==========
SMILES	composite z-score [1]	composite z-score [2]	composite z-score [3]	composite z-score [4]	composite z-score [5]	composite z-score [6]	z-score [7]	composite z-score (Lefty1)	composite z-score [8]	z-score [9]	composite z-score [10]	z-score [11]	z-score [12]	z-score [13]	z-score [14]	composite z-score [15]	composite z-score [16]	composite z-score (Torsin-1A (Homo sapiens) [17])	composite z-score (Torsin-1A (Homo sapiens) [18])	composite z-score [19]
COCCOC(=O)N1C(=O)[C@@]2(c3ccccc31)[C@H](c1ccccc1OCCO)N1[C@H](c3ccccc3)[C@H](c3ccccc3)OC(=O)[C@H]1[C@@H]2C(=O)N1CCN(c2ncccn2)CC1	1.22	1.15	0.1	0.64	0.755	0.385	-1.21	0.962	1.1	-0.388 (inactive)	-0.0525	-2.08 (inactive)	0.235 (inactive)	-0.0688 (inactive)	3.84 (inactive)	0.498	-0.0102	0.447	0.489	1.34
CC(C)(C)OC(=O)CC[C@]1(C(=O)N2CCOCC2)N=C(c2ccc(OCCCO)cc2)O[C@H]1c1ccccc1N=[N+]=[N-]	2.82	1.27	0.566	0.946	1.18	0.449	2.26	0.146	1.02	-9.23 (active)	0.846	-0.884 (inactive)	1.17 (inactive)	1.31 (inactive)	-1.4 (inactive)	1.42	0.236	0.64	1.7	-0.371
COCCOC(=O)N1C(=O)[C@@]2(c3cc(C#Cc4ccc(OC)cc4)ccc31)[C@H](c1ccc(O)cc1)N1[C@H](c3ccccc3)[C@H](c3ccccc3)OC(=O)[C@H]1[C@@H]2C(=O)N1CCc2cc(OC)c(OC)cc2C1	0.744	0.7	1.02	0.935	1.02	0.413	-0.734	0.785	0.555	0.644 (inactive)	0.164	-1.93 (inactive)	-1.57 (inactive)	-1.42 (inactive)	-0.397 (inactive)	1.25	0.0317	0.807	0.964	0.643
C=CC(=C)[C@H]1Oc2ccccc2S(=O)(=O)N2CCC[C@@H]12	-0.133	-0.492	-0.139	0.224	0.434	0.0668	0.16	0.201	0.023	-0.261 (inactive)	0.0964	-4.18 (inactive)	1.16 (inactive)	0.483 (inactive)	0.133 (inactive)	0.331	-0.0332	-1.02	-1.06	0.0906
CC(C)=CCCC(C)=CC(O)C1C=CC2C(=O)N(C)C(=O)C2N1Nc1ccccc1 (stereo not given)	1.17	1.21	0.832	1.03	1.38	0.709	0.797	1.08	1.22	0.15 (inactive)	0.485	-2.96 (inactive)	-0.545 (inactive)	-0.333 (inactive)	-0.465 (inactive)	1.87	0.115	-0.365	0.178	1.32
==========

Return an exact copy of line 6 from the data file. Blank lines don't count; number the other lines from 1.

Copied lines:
CC(C)=CCCC(C)=CC(O)C1C=CC2C(=O)N(C)C(=O)C2N1Nc1ccccc1 (stereo not given)	1.17	1.21	0.832	1.03	1.38	0.709	0.797	1.08	1.22	0.15 (inactive)	0.485	-2.96 (inactive)	-0.545 (inactive)	-0.333 (inactive)	-0.465 (inactive)	1.87	0.115	-0.365	0.178	1.32